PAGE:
Mohan parted ways with the People’s Liberation Organisation of Tamil Eelam (PLOTE) in 1994. However, his accumulated resources and tricks of the trade fetched him a new ally – sections of the Sri Lanka military. Mohan had joined the PLOTE after the July 1983 anti-Tamil pogrom. He received arms training in India. Under the nom de guerre `Tamilchelvan’, he was in charge of a training camp at Orathanadu in Tamil Nadu’s Tanjavur district. On his return, he was deployed in Vavuniya in the north and had left to Batticaloa district in the east after a fight with the LTTE.

Non-LTTE Tamil political groups described him as “the man the LTTE feared the most”. Mohan’s utility to the Sri Lanka Army intelligence rose when, in the late 1990s, the security forces conceived of a unit to strike inside the rebel territory. Later, when the Long Range Reconnaissance Patrols (LRRPs) were formed, Mohan’s role increased. According to sources, he is said to have been involved directly in attacks against the LTTE’s senior leadership in the run-up to the February 2002 ceasefire agreement. When the Sri Lanka Army’s Deep Penetration Units (DPUs) attached to the LRRPs were on the prowl in rebel-held Sri Lanka, Mohan is said to have helped them in selecting targets, choosing the location and planning the modus operandi of the attacks.

Among those killed during the DPU operations were `Col.’ Shankar, the head of LTTE’s fledgling rebel air wing and military intelligence, on September 26, 2001, (he was a relative and confidant of V. Prabakaran), Gangai Amaran (deputy leader of Sea Tigers) and Nizaam (Batticaloa-Amparai intelligence chief).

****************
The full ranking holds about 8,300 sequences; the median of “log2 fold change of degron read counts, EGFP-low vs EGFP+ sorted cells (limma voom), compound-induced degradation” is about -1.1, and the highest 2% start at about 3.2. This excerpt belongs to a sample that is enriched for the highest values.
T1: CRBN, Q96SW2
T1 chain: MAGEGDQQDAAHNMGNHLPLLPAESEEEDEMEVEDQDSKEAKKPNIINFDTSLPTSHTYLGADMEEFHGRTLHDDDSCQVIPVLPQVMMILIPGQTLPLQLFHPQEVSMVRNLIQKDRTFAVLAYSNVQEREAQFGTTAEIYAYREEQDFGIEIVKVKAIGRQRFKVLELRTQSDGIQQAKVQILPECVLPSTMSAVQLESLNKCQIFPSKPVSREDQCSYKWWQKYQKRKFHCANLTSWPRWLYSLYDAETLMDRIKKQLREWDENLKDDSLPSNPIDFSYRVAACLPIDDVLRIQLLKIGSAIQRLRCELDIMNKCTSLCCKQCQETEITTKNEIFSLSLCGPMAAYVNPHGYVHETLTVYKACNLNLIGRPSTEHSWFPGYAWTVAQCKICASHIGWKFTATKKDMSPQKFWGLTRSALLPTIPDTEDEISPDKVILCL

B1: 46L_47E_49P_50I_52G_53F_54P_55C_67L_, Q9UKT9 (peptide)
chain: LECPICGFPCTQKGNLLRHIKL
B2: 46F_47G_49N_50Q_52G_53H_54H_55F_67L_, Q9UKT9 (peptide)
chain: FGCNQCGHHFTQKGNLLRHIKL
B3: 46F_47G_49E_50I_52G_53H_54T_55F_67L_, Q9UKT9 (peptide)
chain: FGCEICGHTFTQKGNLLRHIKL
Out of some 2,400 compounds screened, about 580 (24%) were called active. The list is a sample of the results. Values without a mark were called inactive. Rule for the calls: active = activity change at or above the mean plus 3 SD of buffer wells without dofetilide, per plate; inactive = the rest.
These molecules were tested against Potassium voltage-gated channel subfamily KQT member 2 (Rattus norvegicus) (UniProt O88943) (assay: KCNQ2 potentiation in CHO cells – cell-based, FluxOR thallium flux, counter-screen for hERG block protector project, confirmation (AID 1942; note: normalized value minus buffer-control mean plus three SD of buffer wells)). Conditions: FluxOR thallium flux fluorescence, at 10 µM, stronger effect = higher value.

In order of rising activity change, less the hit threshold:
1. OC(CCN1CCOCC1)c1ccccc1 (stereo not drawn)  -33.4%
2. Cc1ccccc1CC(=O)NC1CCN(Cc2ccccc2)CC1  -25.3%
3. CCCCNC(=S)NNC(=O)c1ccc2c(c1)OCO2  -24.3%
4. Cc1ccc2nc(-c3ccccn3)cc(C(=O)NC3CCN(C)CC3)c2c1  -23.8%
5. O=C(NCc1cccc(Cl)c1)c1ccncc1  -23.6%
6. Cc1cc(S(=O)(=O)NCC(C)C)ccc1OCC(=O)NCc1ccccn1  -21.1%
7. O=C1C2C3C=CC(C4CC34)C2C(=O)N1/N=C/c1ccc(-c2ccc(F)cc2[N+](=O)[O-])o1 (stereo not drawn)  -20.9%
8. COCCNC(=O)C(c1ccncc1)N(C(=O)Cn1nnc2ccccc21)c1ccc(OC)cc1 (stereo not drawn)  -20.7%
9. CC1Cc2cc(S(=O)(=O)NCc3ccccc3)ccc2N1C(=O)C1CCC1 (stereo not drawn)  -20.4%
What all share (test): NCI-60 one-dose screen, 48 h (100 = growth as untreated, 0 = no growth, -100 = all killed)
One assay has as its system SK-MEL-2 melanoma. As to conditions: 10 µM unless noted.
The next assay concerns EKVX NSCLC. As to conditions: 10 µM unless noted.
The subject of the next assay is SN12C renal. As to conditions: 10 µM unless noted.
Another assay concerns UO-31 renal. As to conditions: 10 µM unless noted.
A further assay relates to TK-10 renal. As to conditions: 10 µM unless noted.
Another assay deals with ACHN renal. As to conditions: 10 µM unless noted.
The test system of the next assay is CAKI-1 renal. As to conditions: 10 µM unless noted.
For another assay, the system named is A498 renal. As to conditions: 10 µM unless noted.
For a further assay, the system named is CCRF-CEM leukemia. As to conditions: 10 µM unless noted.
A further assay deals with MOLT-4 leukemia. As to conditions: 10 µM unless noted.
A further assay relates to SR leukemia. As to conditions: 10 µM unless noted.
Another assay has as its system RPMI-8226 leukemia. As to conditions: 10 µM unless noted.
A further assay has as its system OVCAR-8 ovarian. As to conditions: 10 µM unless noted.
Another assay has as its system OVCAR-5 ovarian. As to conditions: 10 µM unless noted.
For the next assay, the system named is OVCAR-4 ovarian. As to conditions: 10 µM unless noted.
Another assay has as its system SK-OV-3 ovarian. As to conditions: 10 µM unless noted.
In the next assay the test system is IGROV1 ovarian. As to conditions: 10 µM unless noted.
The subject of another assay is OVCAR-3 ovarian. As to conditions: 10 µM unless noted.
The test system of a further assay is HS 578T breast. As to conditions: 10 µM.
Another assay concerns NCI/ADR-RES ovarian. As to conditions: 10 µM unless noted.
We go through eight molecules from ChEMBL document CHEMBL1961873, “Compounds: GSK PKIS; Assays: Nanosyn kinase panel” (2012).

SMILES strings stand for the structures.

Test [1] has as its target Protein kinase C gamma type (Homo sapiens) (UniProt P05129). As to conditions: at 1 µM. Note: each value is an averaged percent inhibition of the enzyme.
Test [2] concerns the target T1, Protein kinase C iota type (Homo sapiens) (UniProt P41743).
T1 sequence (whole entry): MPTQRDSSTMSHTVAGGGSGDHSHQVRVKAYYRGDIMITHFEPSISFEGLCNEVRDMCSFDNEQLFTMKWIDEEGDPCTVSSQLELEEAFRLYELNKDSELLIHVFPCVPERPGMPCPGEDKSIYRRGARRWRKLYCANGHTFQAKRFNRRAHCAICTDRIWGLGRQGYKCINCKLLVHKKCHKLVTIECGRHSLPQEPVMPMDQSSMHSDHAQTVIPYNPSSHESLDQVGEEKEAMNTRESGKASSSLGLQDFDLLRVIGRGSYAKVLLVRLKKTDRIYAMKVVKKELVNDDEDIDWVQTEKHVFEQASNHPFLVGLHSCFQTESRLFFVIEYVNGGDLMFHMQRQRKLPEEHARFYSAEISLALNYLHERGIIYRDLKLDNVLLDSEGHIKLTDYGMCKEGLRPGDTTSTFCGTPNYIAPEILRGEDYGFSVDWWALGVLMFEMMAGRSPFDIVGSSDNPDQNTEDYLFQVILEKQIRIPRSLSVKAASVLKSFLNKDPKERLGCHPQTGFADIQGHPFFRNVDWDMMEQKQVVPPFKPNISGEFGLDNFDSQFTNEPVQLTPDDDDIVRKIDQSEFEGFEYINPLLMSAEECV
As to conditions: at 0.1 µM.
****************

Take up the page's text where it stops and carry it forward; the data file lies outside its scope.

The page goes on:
Mohan was reportedly lured to the normally busy R.A. De Mel Mawatha (Duplication Road) by someone he apparently trusted on a Poya (Full Moon) holiday (July 31) and shot dead with a .9 mm pistol.

Military analysts described the killing as “a prize hit” for the Tigers who were “gunning for him for several years”. A lone eyewitness to the killing was, however, unable to describe the killers and was not sure if the assailants had escaped on a motorcycle or a van, a senior police officer told reporters at the scene of the crime.

Eight spent .9 mm cartridges were found near Mohan’s body. There were no other casualties, primarily because the normally crowded road was nearly empty as it was a holiday.

A military analyst saw in the slaying of Mohan “a clear indication that the LTTE is not for a peaceful, negotiated settlement”. Expressing concern over the continued attacks on anti-LTTE operatives, defence analysts said the government was “using them and abandoning them to appease the LTTE” so that it would come back to talks.

Defence analysts see the murder as “a pre-emptive strike by the Tigers… as Mohan would have played a key role when fighting resumes”. The LTTE did not comment on the killing.

The murder of Mohan is somewhat similar to the May 1999 killing of another eastern paramilitary operative, P. Ganeshmoorthy (also known as Razeek), who headed a military unit of the splintered Eelam People’s Revolutionary Liberation Front (EPRLF). A defence analyst said: “While Razeek carried out overt military strikes, Mohan was covert and had penetrated the Tigers. Both were effective.”

With Mohan out of the LTTE’s way and Karuna’s political plans in disarray, the Tigers are likely to call the shots in the coming months.